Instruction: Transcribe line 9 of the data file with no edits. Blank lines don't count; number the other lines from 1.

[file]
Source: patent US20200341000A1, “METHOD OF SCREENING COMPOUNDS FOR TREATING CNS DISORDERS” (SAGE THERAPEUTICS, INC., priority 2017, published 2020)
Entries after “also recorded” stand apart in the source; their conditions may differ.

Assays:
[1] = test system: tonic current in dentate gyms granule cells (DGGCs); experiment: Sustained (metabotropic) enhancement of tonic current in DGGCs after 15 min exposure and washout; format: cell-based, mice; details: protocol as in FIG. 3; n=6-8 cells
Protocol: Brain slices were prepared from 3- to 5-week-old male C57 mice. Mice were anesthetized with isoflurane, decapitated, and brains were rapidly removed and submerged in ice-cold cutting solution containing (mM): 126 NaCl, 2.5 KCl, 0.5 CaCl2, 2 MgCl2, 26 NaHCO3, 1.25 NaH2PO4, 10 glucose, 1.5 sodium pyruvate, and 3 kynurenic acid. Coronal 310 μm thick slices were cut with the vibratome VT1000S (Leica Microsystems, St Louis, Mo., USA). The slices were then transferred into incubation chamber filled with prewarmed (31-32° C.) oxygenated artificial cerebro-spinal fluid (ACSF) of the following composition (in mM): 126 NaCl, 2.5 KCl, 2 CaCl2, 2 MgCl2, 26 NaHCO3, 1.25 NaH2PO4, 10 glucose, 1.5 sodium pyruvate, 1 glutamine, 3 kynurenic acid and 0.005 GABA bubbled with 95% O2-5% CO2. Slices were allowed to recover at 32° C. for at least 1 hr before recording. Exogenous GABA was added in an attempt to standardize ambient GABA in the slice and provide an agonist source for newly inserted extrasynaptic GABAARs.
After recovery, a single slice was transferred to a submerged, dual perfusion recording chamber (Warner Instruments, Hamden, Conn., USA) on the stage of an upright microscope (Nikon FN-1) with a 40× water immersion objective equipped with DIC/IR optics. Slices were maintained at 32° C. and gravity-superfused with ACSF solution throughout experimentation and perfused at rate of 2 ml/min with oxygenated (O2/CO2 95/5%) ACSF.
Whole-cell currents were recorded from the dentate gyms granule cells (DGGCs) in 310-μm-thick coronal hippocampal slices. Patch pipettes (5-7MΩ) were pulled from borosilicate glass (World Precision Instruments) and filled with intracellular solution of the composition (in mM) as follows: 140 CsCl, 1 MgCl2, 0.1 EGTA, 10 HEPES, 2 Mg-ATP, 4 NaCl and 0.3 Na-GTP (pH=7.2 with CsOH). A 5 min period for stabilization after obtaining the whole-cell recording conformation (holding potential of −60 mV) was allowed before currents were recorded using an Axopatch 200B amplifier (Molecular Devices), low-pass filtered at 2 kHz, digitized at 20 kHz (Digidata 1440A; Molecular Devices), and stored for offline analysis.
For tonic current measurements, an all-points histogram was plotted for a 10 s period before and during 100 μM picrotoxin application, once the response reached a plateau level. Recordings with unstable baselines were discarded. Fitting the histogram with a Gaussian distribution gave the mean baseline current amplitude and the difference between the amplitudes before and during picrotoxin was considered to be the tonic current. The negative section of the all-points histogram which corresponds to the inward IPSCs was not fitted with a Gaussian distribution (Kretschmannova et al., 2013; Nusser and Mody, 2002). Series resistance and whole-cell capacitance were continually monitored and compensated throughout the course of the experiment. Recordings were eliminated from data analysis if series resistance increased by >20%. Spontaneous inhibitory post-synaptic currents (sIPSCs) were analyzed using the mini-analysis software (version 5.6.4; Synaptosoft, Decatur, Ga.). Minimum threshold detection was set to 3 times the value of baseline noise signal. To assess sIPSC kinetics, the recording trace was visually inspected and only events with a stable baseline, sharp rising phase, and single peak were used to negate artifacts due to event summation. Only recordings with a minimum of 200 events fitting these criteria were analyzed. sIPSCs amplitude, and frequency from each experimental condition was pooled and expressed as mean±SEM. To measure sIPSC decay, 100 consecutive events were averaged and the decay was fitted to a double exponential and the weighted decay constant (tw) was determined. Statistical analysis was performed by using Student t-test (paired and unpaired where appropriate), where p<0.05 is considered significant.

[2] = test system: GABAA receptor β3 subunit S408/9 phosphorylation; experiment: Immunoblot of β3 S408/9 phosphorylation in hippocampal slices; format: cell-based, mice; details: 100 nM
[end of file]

[2] = test system: GABAA receptor β3 subunit S408/9 phosphorylation; experiment: Immunoblot of β3 S408/9 phosphorylation in hippocampal slices; format: cell-based, mice; details: 100 nM